Is gamification right for your product?
Growing up an 80s and 90s kid, I saw video gaming as a staple of my childhood. That’s why now as a cynical 30-something advertiser I can still be sucked into any activity that rewards me for reaching an arbitrary goal with pixelated fireworks and a three note melody. The rise of gamification from its inception in 2002, through to the widespread take-up of the term in 2010, into the all-pervasive world in which we now must navigate, is thanks to it becoming go-to for marketers to engage with not only “millennials” but those of us quickly approaching middle age. Not only are game elements designed to be interactive by their very nature, they have a low barrier of entry and are snackable enough to keep people coming back on a regular basis.
But it’s not only marketers that are getting into the gamification sphere – publishers are breaking new ground in this field at a constant rate. The best example of this are out of home panels. What used to be a static image, then a rotating digital image, has now become a fully interactive site that gives the consumer an experience they will remember.
Village Roadshow “Pan” campaign
A more recent adult example is Untappd – essentially an app that gamifies drinking craft beer with your mates.
Explore. Share. Discover. Evocative words that cut to the core of gamification.
Drink. Even better!
Rewarding the consumer for doing not much above and beyond the every-day (go to a bar, log in, drink a beer, get a medal) we can see how gamification is encroaching on all aspects of our lives. But it’s working. Compete against your friends, drink your way around the world, and keep a record of everything as you go.
Take It Easy – “Whoa, I think you’ve had enough. That’s 12 beers in 1 day – you might need to call a cab.”
That is a real Untappd badge.
But it’s not all hipster agave cider and liver damage; Untappd lets brewers connect directly with consumers. Someone posts they are drinking a Surry Hills Pils brewed by Sydney Brewery? The brewer can log in and give them a “Cheers!” (think Facebook “Like”) and interact with that person on a one-to-one basis.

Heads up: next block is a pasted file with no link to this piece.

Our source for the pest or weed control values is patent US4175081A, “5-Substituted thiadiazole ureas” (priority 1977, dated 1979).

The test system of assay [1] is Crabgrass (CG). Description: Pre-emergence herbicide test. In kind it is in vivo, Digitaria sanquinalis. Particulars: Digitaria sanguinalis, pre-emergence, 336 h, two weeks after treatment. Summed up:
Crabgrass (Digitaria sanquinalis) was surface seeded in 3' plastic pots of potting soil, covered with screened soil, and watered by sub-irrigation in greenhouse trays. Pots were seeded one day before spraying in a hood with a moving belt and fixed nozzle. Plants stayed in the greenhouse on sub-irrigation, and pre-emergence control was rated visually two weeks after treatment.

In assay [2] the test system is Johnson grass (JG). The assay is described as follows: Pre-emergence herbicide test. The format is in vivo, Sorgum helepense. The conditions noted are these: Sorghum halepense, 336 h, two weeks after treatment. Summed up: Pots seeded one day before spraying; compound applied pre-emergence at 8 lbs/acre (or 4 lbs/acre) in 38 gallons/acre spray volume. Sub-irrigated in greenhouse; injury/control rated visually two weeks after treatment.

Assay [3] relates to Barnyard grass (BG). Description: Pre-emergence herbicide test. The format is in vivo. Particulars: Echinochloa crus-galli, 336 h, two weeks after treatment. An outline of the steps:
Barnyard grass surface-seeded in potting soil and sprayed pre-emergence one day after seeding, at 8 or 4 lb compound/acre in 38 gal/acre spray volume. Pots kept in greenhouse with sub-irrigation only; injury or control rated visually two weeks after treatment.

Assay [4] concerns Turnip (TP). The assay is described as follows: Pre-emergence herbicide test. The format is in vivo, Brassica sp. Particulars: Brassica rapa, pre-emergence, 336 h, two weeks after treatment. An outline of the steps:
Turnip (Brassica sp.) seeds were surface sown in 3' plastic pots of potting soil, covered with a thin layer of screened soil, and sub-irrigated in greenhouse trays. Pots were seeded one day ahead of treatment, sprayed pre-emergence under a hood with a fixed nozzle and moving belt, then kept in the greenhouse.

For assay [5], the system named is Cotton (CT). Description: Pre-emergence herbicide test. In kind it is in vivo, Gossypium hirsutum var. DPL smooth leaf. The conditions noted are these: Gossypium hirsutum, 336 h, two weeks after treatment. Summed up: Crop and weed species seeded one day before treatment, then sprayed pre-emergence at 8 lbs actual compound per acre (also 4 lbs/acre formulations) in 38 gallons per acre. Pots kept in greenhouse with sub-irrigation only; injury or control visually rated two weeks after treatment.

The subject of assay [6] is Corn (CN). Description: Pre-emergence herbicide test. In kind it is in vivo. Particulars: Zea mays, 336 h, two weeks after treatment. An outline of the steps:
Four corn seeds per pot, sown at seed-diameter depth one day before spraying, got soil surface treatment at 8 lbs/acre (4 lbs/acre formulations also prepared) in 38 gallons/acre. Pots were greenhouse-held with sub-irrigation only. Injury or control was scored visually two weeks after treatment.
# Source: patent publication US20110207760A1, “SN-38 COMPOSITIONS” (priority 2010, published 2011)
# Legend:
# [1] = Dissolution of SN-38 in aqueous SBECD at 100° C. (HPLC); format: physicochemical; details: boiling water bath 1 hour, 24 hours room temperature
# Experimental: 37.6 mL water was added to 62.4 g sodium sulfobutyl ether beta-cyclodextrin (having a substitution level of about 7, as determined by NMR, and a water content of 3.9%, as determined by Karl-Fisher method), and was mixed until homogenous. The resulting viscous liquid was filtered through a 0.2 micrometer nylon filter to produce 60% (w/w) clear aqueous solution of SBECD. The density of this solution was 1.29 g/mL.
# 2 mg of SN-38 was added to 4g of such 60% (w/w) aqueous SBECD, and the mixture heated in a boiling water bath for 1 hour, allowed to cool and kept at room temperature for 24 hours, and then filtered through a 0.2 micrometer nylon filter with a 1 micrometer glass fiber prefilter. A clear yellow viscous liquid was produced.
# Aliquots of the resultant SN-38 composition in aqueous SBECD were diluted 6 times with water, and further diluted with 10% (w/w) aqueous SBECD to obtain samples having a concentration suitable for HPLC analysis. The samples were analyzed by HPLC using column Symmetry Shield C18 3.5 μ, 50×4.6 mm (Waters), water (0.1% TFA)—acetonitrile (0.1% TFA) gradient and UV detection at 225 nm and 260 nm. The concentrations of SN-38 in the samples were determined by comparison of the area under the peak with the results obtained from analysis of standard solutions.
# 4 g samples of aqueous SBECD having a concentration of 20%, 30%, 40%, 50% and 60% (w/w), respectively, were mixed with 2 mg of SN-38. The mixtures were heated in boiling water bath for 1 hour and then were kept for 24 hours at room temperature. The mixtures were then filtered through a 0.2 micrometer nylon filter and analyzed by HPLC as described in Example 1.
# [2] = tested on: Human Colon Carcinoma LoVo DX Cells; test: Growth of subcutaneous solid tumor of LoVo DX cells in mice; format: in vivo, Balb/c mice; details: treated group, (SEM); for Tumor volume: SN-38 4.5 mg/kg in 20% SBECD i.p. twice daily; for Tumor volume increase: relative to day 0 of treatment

Another foray into gamification was the AAMI “Safe Driver” app – essentially, try and beat your mates by being a safer driver. By tapping into the human need to compete, AAMI turned that dictum on its head through championing the cause of safety and responsibility as the highest attainable goals.
Examples such as this allows brands to use gamification to not only build a consumer following, but keep those consumers coming back for more. Reaching to the other end of the scale, Australian Unity (a national healthcare, financial services, and independent & assisted living organisation) has partnered with The Wiggles to launch a teeth brushing app aimed at kids to brush for the required two minutes – something I could probably use as an adult. The gamification element comes after the two-minute video and song, where the child then gains a “sticker” for correctly brushing their teeth, adding to their sticker collection all the while delivering the message of good dental hygiene (and collecting dad’s personal details to re-market towards later on). Some may argue that this is taking the “What’s In It For Me?” (WIIFM) idea too far – I’m no longer receiving a sticker for brushing my teeth, I’m only brushing my teeth to receive the sticker. Although as a guilty parent, whatever works with a two-year old is fine by me.
So here we come back to the beginning – should you look to gamify your product in some fashion? Let’s think about what we’ve seen already – entertainment, social gatherings, insurance, and health care. Future options for gamification could see RAMS home loans set up with a reward system for paying off above the regular monthly amount, or food delivery services such as Menulog could follow the Untappd example and build out trophies for trying new restaurants or leaving reviews, while giving these providers a direct channel to interact with their consumers. Did you binge-watch the entire latest season of The Walking Dead on Presto? Congratulations! Here’s a bunch of pixels that looks like Daryl’s crossbow. Add it your virtual cupboard with the communicator you received for watching all the Star Trek movies.
Here we see the true value of gamification – draw them in, keep them coming back, make them a consumer, then allow them to become an ambassador for your brand, proudly exclaiming on social media “I use Brand X and you should too!”
This blog was brought to you by Nicholas Noel, Client Manager in Team NBT at Match.